Adobe Premiere 6.5
At a Glance
From its $549 price to its video-editing capabilities, Adobe Premiere stakes out the middle ground between Apple's free iMovie and $999 Final Cut Pro. Premiere has long been an ideal choice for moviemakers who have outgrown iMovie but can't afford Final Cut Pro, or who are daunted by Final Cut Pro's more difficult learning curve.
While Premiere 6's feature additions and modifications ran the gamut (mmmm; Reviews, May 2001), Premiere 6.5's are more modest. Still, the new version brings many significant improvements to the table, including support for OS X, an enhanced preview mode, a new titling feature, and new effects filters. But minor bugs and performance problems dampened our enthusiasm for the new version.
Strong Family Resemblance
Premiere 6.5's interface looks identical to its predecessor's. The Monitor window lets you view your clips and edited project, the Project window holds your project's video clips and other assets, and the Timeline window lets you sequence those assets and create transitions and effects. And like previous versions, Premiere 6.5 can work with other Adobe programs: you can move Premiere projects into After Effects, for example, and open Photoshop and Illustrator files in Premiere.
Premiere's interface is straightforward for beginners but provides keyboard shortcuts that veteran editors (and their wrists) will appreciate. However, we'd like to be able to give Premiere's windows a muted gray appearance similar to the default display of other professional video-editing programs. Many video pros prefer a muted look because it's less visually fatiguing during long editing sessions.
As with all previous Premiere versions, a project can contain only one timeline sequence. Most important, this means that you can't divide a lengthy project into separate segments and then assemble them when you're done, as you can in Final Cut Pro. While Premiere supports projects as long as three hours, navigating such a lengthy timeline is cumbersome; therefore, Premiere remains best suited to projects no longer than about an hour.
Premiere 6.5 can capture video directly from a FireWire-equipped DV camcorder or through any of several analog capture cards, such as Matrox's RTMac or Aurora's Igniter RT. We used a Canon Elura DV camcorder and a dual-1GHz Power Mac G4 running Mac OS X 10.1.5 to test Premiere 6.5's capture features.
Unfortunately, the sailing was less than smooth. The video that Premiere 6.5's Capture window displayed was extremely jerky, making it difficult to log in-points and out-points with precision. (Adobe says that this problem will be fixed in a free update, which should be available on the company's Web site by the time you read this.)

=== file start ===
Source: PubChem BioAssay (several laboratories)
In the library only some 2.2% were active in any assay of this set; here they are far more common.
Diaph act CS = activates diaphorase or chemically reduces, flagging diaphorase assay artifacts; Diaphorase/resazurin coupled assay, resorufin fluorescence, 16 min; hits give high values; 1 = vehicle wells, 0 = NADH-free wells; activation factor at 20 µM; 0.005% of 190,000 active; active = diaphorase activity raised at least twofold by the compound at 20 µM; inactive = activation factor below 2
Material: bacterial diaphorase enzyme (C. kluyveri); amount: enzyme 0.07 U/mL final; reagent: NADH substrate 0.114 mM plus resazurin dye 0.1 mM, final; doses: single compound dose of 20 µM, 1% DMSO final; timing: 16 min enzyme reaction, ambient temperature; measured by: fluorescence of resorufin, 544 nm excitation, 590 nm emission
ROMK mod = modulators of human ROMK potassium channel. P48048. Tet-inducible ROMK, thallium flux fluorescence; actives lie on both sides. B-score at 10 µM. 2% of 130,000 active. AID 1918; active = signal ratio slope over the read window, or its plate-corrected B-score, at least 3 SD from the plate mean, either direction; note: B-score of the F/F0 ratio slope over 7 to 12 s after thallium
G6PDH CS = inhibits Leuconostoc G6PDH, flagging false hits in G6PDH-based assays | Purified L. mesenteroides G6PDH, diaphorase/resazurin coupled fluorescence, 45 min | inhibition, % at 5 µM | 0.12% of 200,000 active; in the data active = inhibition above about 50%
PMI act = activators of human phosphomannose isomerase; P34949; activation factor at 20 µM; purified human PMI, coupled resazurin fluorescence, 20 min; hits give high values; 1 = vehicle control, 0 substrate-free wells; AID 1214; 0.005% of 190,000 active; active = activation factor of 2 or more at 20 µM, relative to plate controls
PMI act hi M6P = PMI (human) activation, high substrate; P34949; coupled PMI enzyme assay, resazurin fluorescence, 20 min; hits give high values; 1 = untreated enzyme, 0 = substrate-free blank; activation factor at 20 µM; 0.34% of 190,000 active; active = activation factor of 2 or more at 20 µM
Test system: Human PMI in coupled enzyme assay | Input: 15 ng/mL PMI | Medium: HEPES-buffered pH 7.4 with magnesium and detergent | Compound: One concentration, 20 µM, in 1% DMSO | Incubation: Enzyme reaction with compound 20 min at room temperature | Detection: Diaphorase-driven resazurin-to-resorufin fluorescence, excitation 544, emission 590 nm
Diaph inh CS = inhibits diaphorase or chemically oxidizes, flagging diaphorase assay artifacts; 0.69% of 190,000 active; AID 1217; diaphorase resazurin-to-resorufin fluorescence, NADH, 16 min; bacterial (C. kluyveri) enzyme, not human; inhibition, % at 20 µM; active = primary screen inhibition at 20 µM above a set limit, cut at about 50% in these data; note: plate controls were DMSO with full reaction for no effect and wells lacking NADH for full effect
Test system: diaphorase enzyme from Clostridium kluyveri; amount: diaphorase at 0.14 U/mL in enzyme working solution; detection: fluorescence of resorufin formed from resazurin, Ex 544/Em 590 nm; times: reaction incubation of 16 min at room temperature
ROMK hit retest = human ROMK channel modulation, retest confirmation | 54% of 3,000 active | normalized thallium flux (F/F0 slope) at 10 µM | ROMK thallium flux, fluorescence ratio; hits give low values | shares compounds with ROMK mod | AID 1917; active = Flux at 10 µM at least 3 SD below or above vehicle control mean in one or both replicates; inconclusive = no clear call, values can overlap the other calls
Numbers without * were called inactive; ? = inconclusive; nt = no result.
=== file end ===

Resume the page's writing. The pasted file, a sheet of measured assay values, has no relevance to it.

Moreover, we found a bug: Premiere 6.5 didn't stash captured movies where it was supposed to. Although the program's default setting is to store captures in the same folder as the Premiere application, our captures were stored at the top level of our Mac's internal hard drive. When we reset the capture location to a folder of our own choosing, Premiere 6.5 behaved properly. (Adobe has found that most Premiere users specify folders for captured movies instead of relying on the default setting. Adobe's tech support reports that this has not been a significant concern.) Also, Premiere 6.5 doesn't provide a feature for automatically dividing DV footage into separate clips based on scene changes, something even the low-end iMovie can do.
Effects Get Real
One of our favorite new features in Premiere 6.5 is the program's ability to preview effects, transitions, and filters without having to render them to the hard drive first, which is time-consuming. When Premiere 6.5's Real-Time Preview option is active, you can simply press the return key to preview an effect.
Premiere 6.5 takes a clever approach to real-time previews. If your Mac is too slow to display an effect in real time, Premiere displays only some frames, giving you an approximation of the effect. This often yields an unsteady preview, but we think that's a fair price to pay for immediate gratification.